Jorge Perdomo of goTenna: “My Life as a TwentySomething Founder”

Don’t do it alone. Get advisors, get a great co-founder, build yourself a support network — because you’re going to need it to get through this. This is something I did not do and wish I had. As a part of our series called “My Life as a TwentySomething Founder”, I had the pleasure of […]

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Don’t do it alone. Get advisors, get a great co-founder, build yourself a support network — because you’re going to need it to get through this. This is something I did not do and wish I had.

As a part of our series called “My Life as a TwentySomething Founder”, I had the pleasure of interviewing Jorge Perdomo.

Innovator, product developer, engineer and artist, Jorge Perdomo is best known for his patented invention of goTenna, the world’s leading mobile decentralized off-grid communications system for smartphones. As the Inventor, Co-founder and Chief Technology Officer of the firm, he brought the project from concept to market in six years, during the course of which, he designed and released 10 different critically-acclaimed hardware and software products. The 31-year-wunderkind and avid music fan has also explored his creative side with the debut at the 2019 Burning Man festival of The Fluffy Cloudy, a 30 ft. tall and equally wide, audio and light installation that provided attendees with an unprecedented 360-degree visual and aural experience.

Thank you so much for doing this with us! What is your “backstory”?

Well, I grew up mostly in Brazil but moved around a lot growing up. I came to the US to attend college at UPenn, and although for a while I thought I was going into law school, I started music blogging, which in many ways led me to my first major tech startup, goTenna. I would go to big music events and kept getting separated from my friends. I wanted to find a way for us to keep in touch and find each other in the crowd. At its simplest, I wanted texting and Google Maps to work even when cell service was down. That’s where things started conceptually, but I also quickly saw that a lot of people have this need, not just festival-goers. From outdoor sports, to public safety, to the military, I did my research and saw that the tactical radio market was worth over $34BB at the time and had only had legacy players with big black radios that hadn’t changed much since the 60s. So it seemed like a place where we could come in and make a big impact specifically by leveraging the power of the modern smartphone but marrying it with the resiliency of radio.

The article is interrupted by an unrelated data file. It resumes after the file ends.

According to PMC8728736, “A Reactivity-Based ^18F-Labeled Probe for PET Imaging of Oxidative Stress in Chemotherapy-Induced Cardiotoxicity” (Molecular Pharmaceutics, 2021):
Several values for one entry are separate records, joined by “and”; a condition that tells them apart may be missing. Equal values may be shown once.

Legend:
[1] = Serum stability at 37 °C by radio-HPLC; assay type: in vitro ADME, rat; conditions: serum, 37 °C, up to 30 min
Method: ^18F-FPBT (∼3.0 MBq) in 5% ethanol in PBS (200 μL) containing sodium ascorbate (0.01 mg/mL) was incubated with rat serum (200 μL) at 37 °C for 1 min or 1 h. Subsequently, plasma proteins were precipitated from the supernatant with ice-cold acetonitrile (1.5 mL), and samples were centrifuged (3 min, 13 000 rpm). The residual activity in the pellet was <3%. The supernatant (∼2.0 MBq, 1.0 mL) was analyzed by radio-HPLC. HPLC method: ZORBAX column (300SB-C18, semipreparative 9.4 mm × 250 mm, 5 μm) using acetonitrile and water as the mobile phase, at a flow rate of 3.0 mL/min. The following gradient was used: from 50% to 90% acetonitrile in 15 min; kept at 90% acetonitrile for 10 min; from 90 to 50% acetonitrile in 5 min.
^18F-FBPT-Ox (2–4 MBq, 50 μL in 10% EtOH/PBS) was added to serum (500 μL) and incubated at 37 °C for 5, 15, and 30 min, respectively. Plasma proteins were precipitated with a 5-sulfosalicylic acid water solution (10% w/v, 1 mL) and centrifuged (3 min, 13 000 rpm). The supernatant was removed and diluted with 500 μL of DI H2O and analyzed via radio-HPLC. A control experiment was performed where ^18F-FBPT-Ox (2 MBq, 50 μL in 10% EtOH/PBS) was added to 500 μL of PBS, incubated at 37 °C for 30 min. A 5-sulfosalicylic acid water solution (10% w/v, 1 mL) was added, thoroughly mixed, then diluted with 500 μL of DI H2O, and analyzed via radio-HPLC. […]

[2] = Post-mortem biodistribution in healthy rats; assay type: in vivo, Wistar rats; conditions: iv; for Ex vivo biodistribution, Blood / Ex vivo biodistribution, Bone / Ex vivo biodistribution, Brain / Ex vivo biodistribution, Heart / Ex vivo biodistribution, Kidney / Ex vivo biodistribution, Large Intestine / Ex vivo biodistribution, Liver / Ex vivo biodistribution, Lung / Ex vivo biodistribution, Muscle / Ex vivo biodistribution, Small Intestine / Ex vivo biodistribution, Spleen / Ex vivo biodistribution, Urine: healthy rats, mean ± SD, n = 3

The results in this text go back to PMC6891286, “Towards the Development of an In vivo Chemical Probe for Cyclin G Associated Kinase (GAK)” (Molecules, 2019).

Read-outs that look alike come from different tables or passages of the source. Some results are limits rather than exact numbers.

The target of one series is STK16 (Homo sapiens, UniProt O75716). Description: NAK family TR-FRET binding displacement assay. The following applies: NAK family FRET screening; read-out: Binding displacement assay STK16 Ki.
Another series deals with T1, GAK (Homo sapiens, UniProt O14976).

Can you share the funniest or most interesting story that happened to you since you started your company? What lessons or takeaways idd you take out of that story?

One of the most interesting parts of building goTenna was finding out all the weird ways people wanted to test our product and push it to its limit. At the start I wasn’t aware of what a community of preppers and other kinds of radio system enthusiasts were out there, and really set on pushing us. We’d get stories of people jumping out of planes with them, or sending them on gliders, or sprinkling them through abandoned sewer systems. People got really creative and passionate. We even had a sort of stalker/internet troll come after us for a bit, which was a tad disconcerting, but I suppose that can happen in this space where people care so much about privacy, decentralization, etc.